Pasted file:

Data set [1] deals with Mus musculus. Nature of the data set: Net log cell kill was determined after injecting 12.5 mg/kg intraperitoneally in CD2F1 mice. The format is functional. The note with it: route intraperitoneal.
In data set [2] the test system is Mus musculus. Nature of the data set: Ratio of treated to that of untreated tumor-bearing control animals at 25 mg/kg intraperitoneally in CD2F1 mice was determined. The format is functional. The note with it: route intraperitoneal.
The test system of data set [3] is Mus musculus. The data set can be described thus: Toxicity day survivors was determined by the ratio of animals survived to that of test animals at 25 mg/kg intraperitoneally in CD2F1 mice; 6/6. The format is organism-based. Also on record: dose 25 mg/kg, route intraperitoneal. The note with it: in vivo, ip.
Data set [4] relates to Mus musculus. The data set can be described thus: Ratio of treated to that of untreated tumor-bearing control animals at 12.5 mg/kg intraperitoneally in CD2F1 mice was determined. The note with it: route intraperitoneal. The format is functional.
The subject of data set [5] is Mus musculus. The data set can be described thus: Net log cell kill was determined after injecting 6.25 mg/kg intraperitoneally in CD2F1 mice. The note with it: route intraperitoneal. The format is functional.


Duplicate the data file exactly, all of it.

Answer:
Data set [1] deals with Mus musculus. Nature of the data set: Net log cell kill was determined after injecting 12.5 mg/kg intraperitoneally in CD2F1 mice. The format is functional. The note with it: route intraperitoneal.
In data set [2] the test system is Mus musculus. Nature of the data set: Ratio of treated to that of untreated tumor-bearing control animals at 25 mg/kg intraperitoneally in CD2F1 mice was determined. The format is functional. The note with it: route intraperitoneal.
The test system of data set [3] is Mus musculus. The data set can be described thus: Toxicity day survivors was determined by the ratio of animals survived to that of test animals at 25 mg/kg intraperitoneally in CD2F1 mice; 6/6. The format is organism-based. Also on record: dose 25 mg/kg, route intraperitoneal. The note with it: in vivo, ip.
Data set [4] relates to Mus musculus. The data set can be described thus: Ratio of treated to that of untreated tumor-bearing control animals at 12.5 mg/kg intraperitoneally in CD2F1 mice was determined. The note with it: route intraperitoneal. The format is functional.
The subject of data set [5] is Mus musculus. The data set can be described thus: Net log cell kill was determined after injecting 6.25 mg/kg intraperitoneally in CD2F1 mice. The note with it: route intraperitoneal. The format is functional.